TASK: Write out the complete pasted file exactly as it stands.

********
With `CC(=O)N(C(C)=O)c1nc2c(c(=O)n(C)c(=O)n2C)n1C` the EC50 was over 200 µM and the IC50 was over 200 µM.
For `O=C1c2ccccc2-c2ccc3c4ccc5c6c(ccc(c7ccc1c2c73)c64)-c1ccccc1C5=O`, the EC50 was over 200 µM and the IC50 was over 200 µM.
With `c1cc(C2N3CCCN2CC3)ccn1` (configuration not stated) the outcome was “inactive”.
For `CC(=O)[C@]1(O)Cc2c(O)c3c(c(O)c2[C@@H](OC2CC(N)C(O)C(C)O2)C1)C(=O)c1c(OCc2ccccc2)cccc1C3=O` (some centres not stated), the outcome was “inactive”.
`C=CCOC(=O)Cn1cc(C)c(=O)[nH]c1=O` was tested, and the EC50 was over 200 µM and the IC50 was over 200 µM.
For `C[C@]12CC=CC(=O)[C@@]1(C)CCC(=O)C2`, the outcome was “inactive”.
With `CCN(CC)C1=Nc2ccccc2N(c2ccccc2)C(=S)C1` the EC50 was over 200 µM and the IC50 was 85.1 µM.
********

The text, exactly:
With `CC(=O)N(C(C)=O)c1nc2c(c(=O)n(C)c(=O)n2C)n1C` the EC50 was over 200 µM and the IC50 was over 200 µM.
For `O=C1c2ccccc2-c2ccc3c4ccc5c6c(ccc(c7ccc1c2c73)c64)-c1ccccc1C5=O`, the EC50 was over 200 µM and the IC50 was over 200 µM.
With `c1cc(C2N3CCCN2CC3)ccn1` (configuration not stated) the outcome was “inactive”.
For `CC(=O)[C@]1(O)Cc2c(O)c3c(c(O)c2[C@@H](OC2CC(N)C(O)C(C)O2)C1)C(=O)c1c(OCc2ccccc2)cccc1C3=O` (some centres not stated), the outcome was “inactive”.
`C=CCOC(=O)Cn1cc(C)c(=O)[nH]c1=O` was tested, and the EC50 was over 200 µM and the IC50 was over 200 µM.
For `C[C@]12CC=CC(=O)[C@@]1(C)CCC(=O)C2`, the outcome was “inactive”.
With `CCN(CC)C1=Nc2ccccc2N(c2ccccc2)C(=S)C1` the EC50 was over 200 µM and the IC50 was 85.1 µM.